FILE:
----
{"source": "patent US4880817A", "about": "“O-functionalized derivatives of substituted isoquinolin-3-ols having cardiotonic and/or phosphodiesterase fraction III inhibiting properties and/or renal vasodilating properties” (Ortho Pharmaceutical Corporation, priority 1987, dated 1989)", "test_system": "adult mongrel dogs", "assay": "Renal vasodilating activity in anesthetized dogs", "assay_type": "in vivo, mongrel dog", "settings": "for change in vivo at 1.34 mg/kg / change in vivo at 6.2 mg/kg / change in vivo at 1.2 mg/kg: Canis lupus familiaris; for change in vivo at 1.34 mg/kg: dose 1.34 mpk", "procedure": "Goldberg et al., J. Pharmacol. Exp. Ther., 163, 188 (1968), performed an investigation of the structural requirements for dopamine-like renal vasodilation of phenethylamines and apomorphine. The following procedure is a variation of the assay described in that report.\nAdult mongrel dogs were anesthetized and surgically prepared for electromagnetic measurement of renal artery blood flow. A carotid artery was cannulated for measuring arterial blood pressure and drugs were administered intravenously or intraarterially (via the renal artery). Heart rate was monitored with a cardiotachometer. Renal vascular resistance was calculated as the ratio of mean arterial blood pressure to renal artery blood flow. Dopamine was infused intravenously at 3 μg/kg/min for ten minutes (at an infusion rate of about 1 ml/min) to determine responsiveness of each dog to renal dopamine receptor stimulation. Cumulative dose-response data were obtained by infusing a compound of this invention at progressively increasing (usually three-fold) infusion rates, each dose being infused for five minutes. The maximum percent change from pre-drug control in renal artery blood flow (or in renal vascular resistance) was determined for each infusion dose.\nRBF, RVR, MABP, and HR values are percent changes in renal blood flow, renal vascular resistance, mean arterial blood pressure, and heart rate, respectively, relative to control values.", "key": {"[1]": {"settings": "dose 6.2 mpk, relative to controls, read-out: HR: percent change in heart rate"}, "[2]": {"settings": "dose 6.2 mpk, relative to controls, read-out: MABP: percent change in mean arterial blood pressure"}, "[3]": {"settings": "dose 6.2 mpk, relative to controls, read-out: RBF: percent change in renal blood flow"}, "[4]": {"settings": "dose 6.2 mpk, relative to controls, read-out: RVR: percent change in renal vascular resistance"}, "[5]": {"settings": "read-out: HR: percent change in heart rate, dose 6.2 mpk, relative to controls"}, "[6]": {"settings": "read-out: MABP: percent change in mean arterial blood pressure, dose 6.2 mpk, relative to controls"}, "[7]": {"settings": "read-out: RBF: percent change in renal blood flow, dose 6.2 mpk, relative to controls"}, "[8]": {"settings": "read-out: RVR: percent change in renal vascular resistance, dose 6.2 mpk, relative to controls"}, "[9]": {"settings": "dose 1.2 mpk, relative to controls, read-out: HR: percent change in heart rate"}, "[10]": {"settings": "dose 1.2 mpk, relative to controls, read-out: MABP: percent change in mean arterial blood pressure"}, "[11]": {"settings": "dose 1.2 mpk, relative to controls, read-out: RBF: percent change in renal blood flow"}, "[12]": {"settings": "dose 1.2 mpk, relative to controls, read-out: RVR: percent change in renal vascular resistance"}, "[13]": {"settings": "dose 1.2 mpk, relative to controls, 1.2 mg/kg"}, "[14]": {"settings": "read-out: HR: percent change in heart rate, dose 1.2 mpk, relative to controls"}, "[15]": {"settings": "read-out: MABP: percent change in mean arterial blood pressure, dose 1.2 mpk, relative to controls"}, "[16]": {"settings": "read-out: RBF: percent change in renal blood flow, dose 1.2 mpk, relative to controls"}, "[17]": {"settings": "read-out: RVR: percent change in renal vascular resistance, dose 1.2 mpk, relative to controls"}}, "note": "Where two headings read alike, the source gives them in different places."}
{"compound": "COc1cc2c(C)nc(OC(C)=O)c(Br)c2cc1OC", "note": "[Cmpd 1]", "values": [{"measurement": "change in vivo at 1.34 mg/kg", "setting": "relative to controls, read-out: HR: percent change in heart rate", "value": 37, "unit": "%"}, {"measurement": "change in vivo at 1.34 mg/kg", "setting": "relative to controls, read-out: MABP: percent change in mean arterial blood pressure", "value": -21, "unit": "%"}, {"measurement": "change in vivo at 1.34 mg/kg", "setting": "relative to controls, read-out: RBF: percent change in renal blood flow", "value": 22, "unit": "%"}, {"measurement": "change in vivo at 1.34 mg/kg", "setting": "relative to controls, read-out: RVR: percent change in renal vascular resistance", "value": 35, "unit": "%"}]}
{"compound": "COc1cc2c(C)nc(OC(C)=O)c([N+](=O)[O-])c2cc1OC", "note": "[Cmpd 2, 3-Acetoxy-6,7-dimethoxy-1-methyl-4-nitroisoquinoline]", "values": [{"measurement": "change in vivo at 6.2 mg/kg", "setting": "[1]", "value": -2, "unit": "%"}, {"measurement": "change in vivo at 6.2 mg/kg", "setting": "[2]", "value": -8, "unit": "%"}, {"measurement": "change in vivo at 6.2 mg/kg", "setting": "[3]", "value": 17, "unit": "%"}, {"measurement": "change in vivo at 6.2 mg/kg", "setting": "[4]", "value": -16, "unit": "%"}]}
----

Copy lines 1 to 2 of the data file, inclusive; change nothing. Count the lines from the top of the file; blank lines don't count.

{"source": "patent US4880817A", "about": "“O-functionalized derivatives of substituted isoquinolin-3-ols having cardiotonic and/or phosphodiesterase fraction III inhibiting properties and/or renal vasodilating properties” (Ortho Pharmaceutical Corporation, priority 1987, dated 1989)", "test_system": "adult mongrel dogs", "assay": "Renal vasodilating activity in anesthetized dogs", "assay_type": "in vivo, mongrel dog", "settings": "for change in vivo at 1.34 mg/kg / change in vivo at 6.2 mg/kg / change in vivo at 1.2 mg/kg: Canis lupus familiaris; for change in vivo at 1.34 mg/kg: dose 1.34 mpk", "procedure": "Goldberg et al., J. Pharmacol. Exp. Ther., 163, 188 (1968), performed an investigation of the structural requirements for dopamine-like renal vasodilation of phenethylamines and apomorphine. The following procedure is a variation of the assay described in that report.\nAdult mongrel dogs were anesthetized and surgically prepared for electromagnetic measurement of renal artery blood flow. A carotid artery was cannulated for measuring arterial blood pressure and drugs were administered intravenously or intraarterially (via the renal artery). Heart rate was monitored with a cardiotachometer. Renal vascular resistance was calculated as the ratio of mean arterial blood pressure to renal artery blood flow. Dopamine was infused intravenously at 3 μg/kg/min for ten minutes (at an infusion rate of about 1 ml/min) to determine responsiveness of each dog to renal dopamine receptor stimulation. Cumulative dose-response data were obtained by infusing a compound of this invention at progressively increasing (usually three-fold) infusion rates, each dose being infused for five minutes. The maximum percent change from pre-drug control in renal artery blood flow (or in renal vascular resistance) was determined for each infusion dose.\nRBF, RVR, MABP, and HR values are percent changes in renal blood flow, renal vascular resistance, mean arterial blood pressure, and heart rate, respectively, relative to control values.", "key": {"[1]": {"settings": "dose 6.2 mpk, relative to controls, read-out: HR: percent change in heart rate"}, "[2]": {"settings": "dose 6.2 mpk, relative to controls, read-out: MABP: percent change in mean arterial blood pressure"}, "[3]": {"settings": "dose 6.2 mpk, relative to controls, read-out: RBF: percent change in renal blood flow"}, "[4]": {"settings": "dose 6.2 mpk, relative to controls, read-out: RVR: percent change in renal vascular resistance"}, "[5]": {"settings": "read-out: HR: percent change in heart rate, dose 6.2 mpk, relative to controls"}, "[6]": {"settings": "read-out: MABP: percent change in mean arterial blood pressure, dose 6.2 mpk, relative to controls"}, "[7]": {"settings": "read-out: RBF: percent change in renal blood flow, dose 6.2 mpk, relative to controls"}, "[8]": {"settings": "read-out: RVR: percent change in renal vascular resistance, dose 6.2 mpk, relative to controls"}, "[9]": {"settings": "dose 1.2 mpk, relative to controls, read-out: HR: percent change in heart rate"}, "[10]": {"settings": "dose 1.2 mpk, relative to controls, read-out: MABP: percent change in mean arterial blood pressure"}, "[11]": {"settings": "dose 1.2 mpk, relative to controls, read-out: RBF: percent change in renal blood flow"}, "[12]": {"settings": "dose 1.2 mpk, relative to controls, read-out: RVR: percent change in renal vascular resistance"}, "[13]": {"settings": "dose 1.2 mpk, relative to controls, 1.2 mg/kg"}, "[14]": {"settings": "read-out: HR: percent change in heart rate, dose 1.2 mpk, relative to controls"}, "[15]": {"settings": "read-out: MABP: percent change in mean arterial blood pressure, dose 1.2 mpk, relative to controls"}, "[16]": {"settings": "read-out: RBF: percent change in renal blood flow, dose 1.2 mpk, relative to controls"}, "[17]": {"settings": "read-out: RVR: percent change in renal vascular resistance, dose 1.2 mpk, relative to controls"}}, "note": "Where two headings read alike, the source gives them in different places."}
{"compound": "COc1cc2c(C)nc(OC(C)=O)c(Br)c2cc1OC", "note": "[Cmpd 1]", "values": [{"measurement": "change in vivo at 1.34 mg/kg", "setting": "relative to controls, read-out: HR: percent change in heart rate", "value": 37, "unit": "%"}, {"measurement": "change in vivo at 1.34 mg/kg", "setting": "relative to controls, read-out: MABP: percent change in mean arterial blood pressure", "value": -21, "unit": "%"}, {"measurement": "change in vivo at 1.34 mg/kg", "setting": "relative to controls, read-out: RBF: percent change in renal blood flow", "value": 22, "unit": "%"}, {"measurement": "change in vivo at 1.34 mg/kg", "setting": "relative to controls, read-out: RVR: percent change in renal vascular resistance", "value": 35, "unit": "%"}]}